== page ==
Just Some Monday Scribblings and a lot of Thanks

Today has been a lovely day in which people have expressed their appreciation for my blog….


All right, for a woman “with very little brain” and a whole lot of neuroses, this means a lot.  I am self conscious about my writing and fret A LOT about upsetting people.  I hate creating drama, even if I am rather talented at it, and prefer to offer joy as opposed to grief, frustration, and anger.  Even now, my insides are curdling over an apology I will probably need to make because an innocent joke was taken the wrong way.

So, when three people told me, today, that they enjoyed reading my blog….well…Cloud Nine just got stepped off of because I found Cloud Ten.  Am I being a little over-dramatic?  Me?  With my flair for the stage despite my stage-fright?  Never!

But it really did mean a lot to me that people were so open and complimentary.  I have never been this forthcoming with my writing before, but if I want to become a published writer, then I have to write and share with the world.  So I’m sharing.

I’m thankful for the people who read this blog and talk with me about it.  I’m a bit self-conscious, but I really do want the feedback.  I’m okay with criticism.  I really am.  Because it is only through people’s courage to show me how to improve my writing that I will actually grow.  I’m thankful for the encouragement people have given me to continue my writing.  I’m finding it harder and harder to stop writing nowadays.  On Saturday, in church, I took some notes about changes to my novel.  Today, when I was in a training session, I couldn’t stop writing in my head.  The words just don’t stop coming.

And I don’t want them to.

So here is a poem for the Boy.  I would love to give this to him for his birthday present…but I don’t know that he would understand why it’s important to me.  So it goes here, for now.  And then, someday, I’ll give it to him.  Maybe he’ll just stumble upon this on his own and he’ll see the stepping stones of my love for him.  The other is for a colleague who is on the other side of the wall from me.  I’m a bit worried that he’s going to be offended by some details that are more-so taken from Roald Dahl’s artwork than they are about my colleague.

They are “rough drafts” but I’m not certain on how to edit poetry so if you have any ideas, feel free to toss them my way…I could always use the help.

Love you.  Mean it.

Lovesong for my son

I  knew you were there, deep within me

A week before I was supposed to know

A full seven days of creation before my body was supposed to send

Me recognizable signs of your existence.

But you were there, this spinning

Galaxy of DNA proteins.

For this brief time, your father’s and my chromosomes did

This square dance as they blended together…

Zipped and unzipped double helixes until,

Finally, we were no long separate or equal

But united…and you became you.

We were one…you, my little galaxy

Tucked into the nebula I carried in my body.
You spun in elegant circles and used my ribs as a footrest

And were beautiful skeleton pictures on a fuzzy screen.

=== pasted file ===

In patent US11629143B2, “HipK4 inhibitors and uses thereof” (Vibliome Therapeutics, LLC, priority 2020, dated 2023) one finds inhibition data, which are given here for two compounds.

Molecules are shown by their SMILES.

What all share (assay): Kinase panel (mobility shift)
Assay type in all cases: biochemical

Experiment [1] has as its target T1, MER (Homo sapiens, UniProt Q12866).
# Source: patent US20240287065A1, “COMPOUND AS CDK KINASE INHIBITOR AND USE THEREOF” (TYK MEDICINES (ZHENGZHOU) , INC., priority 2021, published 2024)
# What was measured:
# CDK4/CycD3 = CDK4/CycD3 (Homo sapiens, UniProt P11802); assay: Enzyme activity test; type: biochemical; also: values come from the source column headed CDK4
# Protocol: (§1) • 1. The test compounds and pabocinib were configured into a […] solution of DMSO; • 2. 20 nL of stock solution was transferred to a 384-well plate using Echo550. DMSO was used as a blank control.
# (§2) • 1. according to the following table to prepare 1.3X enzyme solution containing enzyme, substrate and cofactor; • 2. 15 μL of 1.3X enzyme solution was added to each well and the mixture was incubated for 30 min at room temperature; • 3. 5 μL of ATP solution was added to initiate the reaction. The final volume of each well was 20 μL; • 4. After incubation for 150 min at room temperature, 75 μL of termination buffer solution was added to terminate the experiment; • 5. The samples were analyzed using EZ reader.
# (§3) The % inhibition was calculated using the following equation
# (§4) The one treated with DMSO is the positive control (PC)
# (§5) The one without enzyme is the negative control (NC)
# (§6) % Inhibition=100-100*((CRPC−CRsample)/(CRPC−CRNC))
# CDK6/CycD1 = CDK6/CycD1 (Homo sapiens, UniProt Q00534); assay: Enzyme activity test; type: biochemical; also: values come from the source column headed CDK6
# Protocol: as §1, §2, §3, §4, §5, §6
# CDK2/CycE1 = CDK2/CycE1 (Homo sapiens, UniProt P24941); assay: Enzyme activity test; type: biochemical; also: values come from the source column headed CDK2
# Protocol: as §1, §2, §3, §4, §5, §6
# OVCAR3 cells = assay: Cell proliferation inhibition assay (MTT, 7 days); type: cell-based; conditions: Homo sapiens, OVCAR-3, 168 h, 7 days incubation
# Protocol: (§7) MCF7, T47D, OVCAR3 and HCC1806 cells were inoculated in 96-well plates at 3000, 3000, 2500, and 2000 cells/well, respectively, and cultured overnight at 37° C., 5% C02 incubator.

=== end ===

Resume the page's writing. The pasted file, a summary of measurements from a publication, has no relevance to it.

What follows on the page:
The day I thought you died, I died.

I curled up on my carpet and lay prone before God

And begged Him, pleaded with Him to let me keep my baby,

To let me keep you.  I would have traded my life for yours

But we were so tied together that you needed me

As much as I emotionally needed you.

When you were finally pulled from me five months later

And were a bundle of loose appendages on a slimy body,

I recoiled in initial surprise (and a little disgust) before

I tentatively poked at you, scared of this nasty creature on my bulbous belly.

But it was you, my little galaxy.

You, my dancing chromosomes,

You, my beautiful son…so alive and beautiful

Despite the violence and bloodiness of birth

You were here, on my silly jiggling belly,

Screaming and singing with life.

 For the BFG on the Other Side of the Wall


The BFG by Roald Dahl

Poet’s Note:  Roald Dahl wrote the BFG for his daughter who died of measles when she was seven years old.  The BFG stands for the Big Friendly Giant, a lovely giant who was the smallest of all the giants, and he was a kindly fellow who would make good dreams for children and blow the dreams into the children’s rooms using a large bubble pipe.  I was introduced to the BFG by my fourth grade teacher, Mrs. Fox who read to us another of Dahl’s book, Danny and the Champion of the World.

Tall man, big towering tree trunk of a man,

You come stately down the hall, all bristles and bald head

And quiet demeanor.

Big ears sprouting from the side of your head,

You are all humility and diminutive stature despite the fact

That I am so very tiny when I stand next to your tallness.

Today, you complimented me on my poetry and my ego inflated,

Much like one of your bubble dreams on the tip of your wand,

And then you talked about your dead grandfather.

I don’t know all the nuances of your relationship with him,

But I can see the colors of your grief pool and spin across your face,

Like a little bit of oil in a wind-stroked puddle of water.

You are grace and sincerity and kindness.
You are absolute truth and honesty with no subterfuge and no ill-design.

You are kindness and consideration against my antagonistic mischief and cattiness.

You demean yourself in an effort to build up others.

You pull apart your Legos and offer them up as a sacrifice to my own pedestal.

But you are so lovely, oh tall man in cowboy boots

And soft words with gentle inflections.

As you conceal yourself behind your desk and hunch over your computer,

I see you.

I see you in all your quiet emotion and pacified feelings.

I so want to thank you, offer you your own good dream

In compensation for all the lovely things you say.

But my bubbles pop on the ragged edges of my wand

And you only get splattered with soapy residue of a happy moment.

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